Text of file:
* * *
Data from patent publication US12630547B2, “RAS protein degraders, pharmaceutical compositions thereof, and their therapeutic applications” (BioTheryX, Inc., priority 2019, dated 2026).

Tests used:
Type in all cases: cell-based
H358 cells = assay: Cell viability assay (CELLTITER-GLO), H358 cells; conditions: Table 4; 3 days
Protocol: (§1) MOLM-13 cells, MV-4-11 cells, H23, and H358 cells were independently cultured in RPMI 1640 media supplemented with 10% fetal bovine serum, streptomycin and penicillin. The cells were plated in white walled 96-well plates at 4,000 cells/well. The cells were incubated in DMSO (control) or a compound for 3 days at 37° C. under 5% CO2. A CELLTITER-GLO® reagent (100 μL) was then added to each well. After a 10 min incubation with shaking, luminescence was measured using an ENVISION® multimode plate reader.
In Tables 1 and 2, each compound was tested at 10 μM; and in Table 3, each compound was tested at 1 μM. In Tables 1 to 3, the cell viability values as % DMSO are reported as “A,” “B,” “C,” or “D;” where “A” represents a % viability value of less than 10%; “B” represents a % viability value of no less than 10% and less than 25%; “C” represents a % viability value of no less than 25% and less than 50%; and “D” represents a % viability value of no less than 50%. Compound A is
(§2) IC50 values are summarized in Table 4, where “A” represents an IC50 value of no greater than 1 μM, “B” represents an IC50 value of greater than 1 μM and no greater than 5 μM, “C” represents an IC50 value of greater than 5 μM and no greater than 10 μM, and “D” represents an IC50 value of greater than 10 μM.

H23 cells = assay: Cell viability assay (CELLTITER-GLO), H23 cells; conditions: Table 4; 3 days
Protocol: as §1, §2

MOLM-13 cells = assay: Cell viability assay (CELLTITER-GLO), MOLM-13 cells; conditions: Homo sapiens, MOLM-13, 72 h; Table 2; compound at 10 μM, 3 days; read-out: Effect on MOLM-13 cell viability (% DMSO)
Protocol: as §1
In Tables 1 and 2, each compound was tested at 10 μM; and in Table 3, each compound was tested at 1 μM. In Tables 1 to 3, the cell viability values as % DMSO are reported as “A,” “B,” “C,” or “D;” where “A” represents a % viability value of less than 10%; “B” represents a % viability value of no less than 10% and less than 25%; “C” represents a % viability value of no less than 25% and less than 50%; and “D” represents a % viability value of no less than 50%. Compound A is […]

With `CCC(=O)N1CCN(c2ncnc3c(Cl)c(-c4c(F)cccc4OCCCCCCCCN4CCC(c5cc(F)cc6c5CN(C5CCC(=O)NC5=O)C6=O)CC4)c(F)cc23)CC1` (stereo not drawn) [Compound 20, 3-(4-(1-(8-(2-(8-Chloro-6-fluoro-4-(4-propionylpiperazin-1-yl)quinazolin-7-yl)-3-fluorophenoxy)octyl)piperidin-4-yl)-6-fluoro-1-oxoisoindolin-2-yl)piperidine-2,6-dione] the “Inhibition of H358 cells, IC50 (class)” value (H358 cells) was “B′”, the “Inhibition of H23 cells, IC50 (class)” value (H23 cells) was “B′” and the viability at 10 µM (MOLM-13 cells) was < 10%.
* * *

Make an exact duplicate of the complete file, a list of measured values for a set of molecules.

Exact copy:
Data from patent publication US12630547B2, “RAS protein degraders, pharmaceutical compositions thereof, and their therapeutic applications” (BioTheryX, Inc., priority 2019, dated 2026).

Tests used:
Type in all cases: cell-based
H358 cells = assay: Cell viability assay (CELLTITER-GLO), H358 cells; conditions: Table 4; 3 days
Protocol: (§1) MOLM-13 cells, MV-4-11 cells, H23, and H358 cells were independently cultured in RPMI 1640 media supplemented with 10% fetal bovine serum, streptomycin and penicillin. The cells were plated in white walled 96-well plates at 4,000 cells/well. The cells were incubated in DMSO (control) or a compound for 3 days at 37° C. under 5% CO2. A CELLTITER-GLO® reagent (100 μL) was then added to each well. After a 10 min incubation with shaking, luminescence was measured using an ENVISION® multimode plate reader.
In Tables 1 and 2, each compound was tested at 10 μM; and in Table 3, each compound was tested at 1 μM. In Tables 1 to 3, the cell viability values as % DMSO are reported as “A,” “B,” “C,” or “D;” where “A” represents a % viability value of less than 10%; “B” represents a % viability value of no less than 10% and less than 25%; “C” represents a % viability value of no less than 25% and less than 50%; and “D” represents a % viability value of no less than 50%. Compound A is
(§2) IC50 values are summarized in Table 4, where “A” represents an IC50 value of no greater than 1 μM, “B” represents an IC50 value of greater than 1 μM and no greater than 5 μM, “C” represents an IC50 value of greater than 5 μM and no greater than 10 μM, and “D” represents an IC50 value of greater than 10 μM.

H23 cells = assay: Cell viability assay (CELLTITER-GLO), H23 cells; conditions: Table 4; 3 days
Protocol: as §1, §2

MOLM-13 cells = assay: Cell viability assay (CELLTITER-GLO), MOLM-13 cells; conditions: Homo sapiens, MOLM-13, 72 h; Table 2; compound at 10 μM, 3 days; read-out: Effect on MOLM-13 cell viability (% DMSO)
Protocol: as §1
In Tables 1 and 2, each compound was tested at 10 μM; and in Table 3, each compound was tested at 1 μM. In Tables 1 to 3, the cell viability values as % DMSO are reported as “A,” “B,” “C,” or “D;” where “A” represents a % viability value of less than 10%; “B” represents a % viability value of no less than 10% and less than 25%; “C” represents a % viability value of no less than 25% and less than 50%; and “D” represents a % viability value of no less than 50%. Compound A is […]

With `CCC(=O)N1CCN(c2ncnc3c(Cl)c(-c4c(F)cccc4OCCCCCCCCN4CCC(c5cc(F)cc6c5CN(C5CCC(=O)NC5=O)C6=O)CC4)c(F)cc23)CC1` (stereo not drawn) [Compound 20, 3-(4-(1-(8-(2-(8-Chloro-6-fluoro-4-(4-propionylpiperazin-1-yl)quinazolin-7-yl)-3-fluorophenoxy)octyl)piperidin-4-yl)-6-fluoro-1-oxoisoindolin-2-yl)piperidine-2,6-dione] the “Inhibition of H358 cells, IC50 (class)” value (H358 cells) was “B′”, the “Inhibition of H23 cells, IC50 (class)” value (H23 cells) was “B′” and the viability at 10 µM (MOLM-13 cells) was < 10%.